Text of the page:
I had the opportunity to see it in person at the 2008 Consumer Electronics Show as well as get some hands-on time with its little brother, the Mini Three. The hype was real and the technology very cool indeed. I wanted one, as did nearly everyone else -- that is, until the company revealed how much it would cost. Priced at over $1,400, the Optimus Maximus remains more fantasy than reality, as the closest most users will come to it are the photos and videos available online.
Fortunately for those interested in OLED keyboard technology, Art Lebedev isnât the only player around. OCZ Technology recently released their Sabre OLED Gaming Keyboard, which features a bank of nine programmable OLED keys and a significantly cheaper price tag.
Aside from the bank of OLED keys, the Sabre is a pretty standard 103-key unit. The boardâs bezel is dark gray with a smooth black wrist rest area lining the lower portion. There is no real wrist rest which may take some time to get used to if your previous keyboard had one.
The Sabre arrived in a standard retail keyboard box, with a quick rundown of some prominent features printed on the front as well as a complete list of specifications on the reverse. Inside we found the keyboard itself along with a Quick Start Guide. Drivers (both 32 and 64-bit flavors) as well as the User Manual come pre-loaded on the keyboardâs 128 MB internal flash memory.
The nine programmable OLED keys are positioned on the far left of the keyboard. Each has a resolution of 64 x 64 pixels, 2000:1 contract ratio, 160-degree viewing angle and a brightness rating of 100 nits. Unlike the Art Lebedev offerings, the Sabre's OLED keys are not full color and only display in yellow, so donât expect many Oohâs and Ahhâs from onlookers.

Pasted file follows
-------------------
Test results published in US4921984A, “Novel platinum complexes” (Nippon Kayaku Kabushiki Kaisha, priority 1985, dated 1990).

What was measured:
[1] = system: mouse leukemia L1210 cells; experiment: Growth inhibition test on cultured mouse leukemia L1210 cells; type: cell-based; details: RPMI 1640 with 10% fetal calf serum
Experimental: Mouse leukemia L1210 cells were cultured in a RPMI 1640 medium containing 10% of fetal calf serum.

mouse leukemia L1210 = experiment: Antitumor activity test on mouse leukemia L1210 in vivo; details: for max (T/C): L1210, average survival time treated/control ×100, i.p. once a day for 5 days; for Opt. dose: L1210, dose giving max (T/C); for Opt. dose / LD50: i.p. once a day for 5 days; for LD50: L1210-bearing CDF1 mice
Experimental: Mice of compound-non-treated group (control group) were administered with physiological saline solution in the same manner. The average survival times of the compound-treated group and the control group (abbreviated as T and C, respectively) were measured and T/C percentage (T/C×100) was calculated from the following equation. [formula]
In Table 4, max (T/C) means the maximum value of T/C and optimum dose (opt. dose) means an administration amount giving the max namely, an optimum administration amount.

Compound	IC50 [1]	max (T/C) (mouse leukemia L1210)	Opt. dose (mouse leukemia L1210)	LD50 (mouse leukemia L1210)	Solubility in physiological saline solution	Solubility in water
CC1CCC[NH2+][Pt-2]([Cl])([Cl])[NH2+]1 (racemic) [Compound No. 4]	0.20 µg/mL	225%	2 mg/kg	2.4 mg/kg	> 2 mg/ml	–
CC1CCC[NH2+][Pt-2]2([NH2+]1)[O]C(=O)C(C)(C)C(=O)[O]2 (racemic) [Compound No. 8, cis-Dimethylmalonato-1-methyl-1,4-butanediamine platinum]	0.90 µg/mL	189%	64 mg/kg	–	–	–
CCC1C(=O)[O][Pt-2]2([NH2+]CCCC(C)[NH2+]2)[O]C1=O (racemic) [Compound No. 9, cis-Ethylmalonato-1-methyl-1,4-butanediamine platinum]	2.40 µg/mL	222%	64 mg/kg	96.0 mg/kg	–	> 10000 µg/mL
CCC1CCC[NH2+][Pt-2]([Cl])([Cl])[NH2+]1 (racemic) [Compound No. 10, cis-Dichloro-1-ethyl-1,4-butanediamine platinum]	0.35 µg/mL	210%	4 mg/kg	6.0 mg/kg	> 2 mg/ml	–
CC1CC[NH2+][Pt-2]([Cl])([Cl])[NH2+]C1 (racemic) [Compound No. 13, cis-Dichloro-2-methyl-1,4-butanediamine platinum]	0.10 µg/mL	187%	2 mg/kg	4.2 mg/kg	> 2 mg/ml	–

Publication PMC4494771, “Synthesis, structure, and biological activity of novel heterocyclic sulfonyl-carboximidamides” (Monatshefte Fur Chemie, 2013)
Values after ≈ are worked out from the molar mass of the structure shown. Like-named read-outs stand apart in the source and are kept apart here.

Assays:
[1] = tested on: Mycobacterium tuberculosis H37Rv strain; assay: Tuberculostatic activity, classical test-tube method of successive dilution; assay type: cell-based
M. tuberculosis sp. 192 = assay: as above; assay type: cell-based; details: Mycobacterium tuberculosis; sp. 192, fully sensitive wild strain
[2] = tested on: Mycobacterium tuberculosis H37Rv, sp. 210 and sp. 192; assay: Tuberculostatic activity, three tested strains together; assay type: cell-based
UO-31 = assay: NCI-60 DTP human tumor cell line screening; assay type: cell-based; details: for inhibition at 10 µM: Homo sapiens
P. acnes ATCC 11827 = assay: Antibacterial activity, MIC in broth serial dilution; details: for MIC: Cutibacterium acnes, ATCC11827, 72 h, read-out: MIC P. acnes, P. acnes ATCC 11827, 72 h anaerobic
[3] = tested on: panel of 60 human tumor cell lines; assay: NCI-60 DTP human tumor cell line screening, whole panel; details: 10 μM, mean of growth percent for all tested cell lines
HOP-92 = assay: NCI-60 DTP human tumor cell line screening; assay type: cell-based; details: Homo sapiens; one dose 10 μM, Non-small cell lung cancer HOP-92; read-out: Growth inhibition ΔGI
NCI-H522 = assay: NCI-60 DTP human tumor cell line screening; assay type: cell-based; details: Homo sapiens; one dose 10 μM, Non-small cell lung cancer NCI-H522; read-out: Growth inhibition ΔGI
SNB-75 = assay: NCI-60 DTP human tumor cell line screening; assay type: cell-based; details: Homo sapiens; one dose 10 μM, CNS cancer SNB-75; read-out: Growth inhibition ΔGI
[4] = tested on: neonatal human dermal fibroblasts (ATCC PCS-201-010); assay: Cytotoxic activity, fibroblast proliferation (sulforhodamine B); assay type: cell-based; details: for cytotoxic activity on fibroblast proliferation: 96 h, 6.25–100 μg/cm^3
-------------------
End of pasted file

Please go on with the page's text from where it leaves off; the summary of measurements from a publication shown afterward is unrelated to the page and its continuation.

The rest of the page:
The top of the board has a single USB cord to connect to your computer. There are no media keys, fancy LCD screens or USB ports here, but OCZ hopes the OLED keys make up for these missing features.
Instead of using backlit keys like many enthusiast keyboards on the market, the Sabre features a blue LED sidelighting effect designed to illuminate the areas on either side of the keyboard.
Two rubber feet on the underside of the board near the bottom help to keep the unit in place during use. There are also two retractable feet near the top should you prefer to type on a slight incline.
Some readers might recognize this board as the "United Keys OLED Keyboard". According to their website, Foxconn manufactures this board and OCZ has purchased the licensing rights and is marketing it as their own. This is common practice among many accessory providers and is nothing to be concerned with. United Keys does sell this board under their brand as well, but it is $45 more expensive than OCZâs offering, so there would be no reason to select it over the OCZ-branded product.